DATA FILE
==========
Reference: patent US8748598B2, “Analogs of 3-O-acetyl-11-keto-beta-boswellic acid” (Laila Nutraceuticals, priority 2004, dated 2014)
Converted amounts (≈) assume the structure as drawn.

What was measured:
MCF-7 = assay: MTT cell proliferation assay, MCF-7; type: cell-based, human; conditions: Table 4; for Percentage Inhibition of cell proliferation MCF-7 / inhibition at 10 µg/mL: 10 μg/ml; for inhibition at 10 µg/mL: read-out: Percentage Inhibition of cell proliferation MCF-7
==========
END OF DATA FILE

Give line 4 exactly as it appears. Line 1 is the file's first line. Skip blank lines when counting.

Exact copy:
MCF-7 = assay: MTT cell proliferation assay, MCF-7; type: cell-based, human; conditions: Table 4; for Percentage Inhibition of cell proliferation MCF-7 / inhibition at 10 µg/mL: 10 μg/ml; for inhibition at 10 µg/mL: read-out: Percentage Inhibition of cell proliferation MCF-7